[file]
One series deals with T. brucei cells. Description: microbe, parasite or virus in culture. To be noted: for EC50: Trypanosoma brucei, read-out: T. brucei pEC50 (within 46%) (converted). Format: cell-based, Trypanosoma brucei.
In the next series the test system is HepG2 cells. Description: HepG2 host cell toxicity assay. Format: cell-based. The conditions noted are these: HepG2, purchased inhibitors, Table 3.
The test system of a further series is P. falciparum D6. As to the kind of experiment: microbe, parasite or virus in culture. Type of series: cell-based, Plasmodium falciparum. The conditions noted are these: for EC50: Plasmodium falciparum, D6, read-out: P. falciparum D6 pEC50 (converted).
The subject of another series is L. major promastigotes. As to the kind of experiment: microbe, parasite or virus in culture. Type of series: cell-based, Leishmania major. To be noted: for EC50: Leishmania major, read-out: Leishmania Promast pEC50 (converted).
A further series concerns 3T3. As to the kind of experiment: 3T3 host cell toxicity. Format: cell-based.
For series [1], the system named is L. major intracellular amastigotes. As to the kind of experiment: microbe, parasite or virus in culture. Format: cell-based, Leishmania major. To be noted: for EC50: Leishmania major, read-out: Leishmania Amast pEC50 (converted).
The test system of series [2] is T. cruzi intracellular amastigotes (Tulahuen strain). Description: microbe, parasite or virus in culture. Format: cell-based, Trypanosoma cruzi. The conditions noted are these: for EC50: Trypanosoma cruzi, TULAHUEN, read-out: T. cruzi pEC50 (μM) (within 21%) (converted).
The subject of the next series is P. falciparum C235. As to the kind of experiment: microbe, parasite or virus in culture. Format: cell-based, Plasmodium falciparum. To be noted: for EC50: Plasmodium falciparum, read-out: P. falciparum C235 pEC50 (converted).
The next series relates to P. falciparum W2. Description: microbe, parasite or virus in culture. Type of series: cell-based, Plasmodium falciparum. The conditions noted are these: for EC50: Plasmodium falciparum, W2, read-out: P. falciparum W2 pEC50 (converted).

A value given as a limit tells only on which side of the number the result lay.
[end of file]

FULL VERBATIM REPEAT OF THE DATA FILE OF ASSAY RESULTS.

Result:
One series deals with T. brucei cells. Description: microbe, parasite or virus in culture. To be noted: for EC50: Trypanosoma brucei, read-out: T. brucei pEC50 (within 46%) (converted). Format: cell-based, Trypanosoma brucei.
In the next series the test system is HepG2 cells. Description: HepG2 host cell toxicity assay. Format: cell-based. The conditions noted are these: HepG2, purchased inhibitors, Table 3.
The test system of a further series is P. falciparum D6. As to the kind of experiment: microbe, parasite or virus in culture. Type of series: cell-based, Plasmodium falciparum. The conditions noted are these: for EC50: Plasmodium falciparum, D6, read-out: P. falciparum D6 pEC50 (converted).
The subject of another series is L. major promastigotes. As to the kind of experiment: microbe, parasite or virus in culture. Type of series: cell-based, Leishmania major. To be noted: for EC50: Leishmania major, read-out: Leishmania Promast pEC50 (converted).
A further series concerns 3T3. As to the kind of experiment: 3T3 host cell toxicity. Format: cell-based.
For series [1], the system named is L. major intracellular amastigotes. As to the kind of experiment: microbe, parasite or virus in culture. Format: cell-based, Leishmania major. To be noted: for EC50: Leishmania major, read-out: Leishmania Amast pEC50 (converted).
The test system of series [2] is T. cruzi intracellular amastigotes (Tulahuen strain). Description: microbe, parasite or virus in culture. Format: cell-based, Trypanosoma cruzi. The conditions noted are these: for EC50: Trypanosoma cruzi, TULAHUEN, read-out: T. cruzi pEC50 (μM) (within 21%) (converted).
The subject of the next series is P. falciparum C235. As to the kind of experiment: microbe, parasite or virus in culture. Format: cell-based, Plasmodium falciparum. To be noted: for EC50: Plasmodium falciparum, read-out: P. falciparum C235 pEC50 (converted).
The next series relates to P. falciparum W2. Description: microbe, parasite or virus in culture. Type of series: cell-based, Plasmodium falciparum. The conditions noted are these: for EC50: Plasmodium falciparum, W2, read-out: P. falciparum W2 pEC50 (converted).

A value given as a limit tells only on which side of the number the result lay.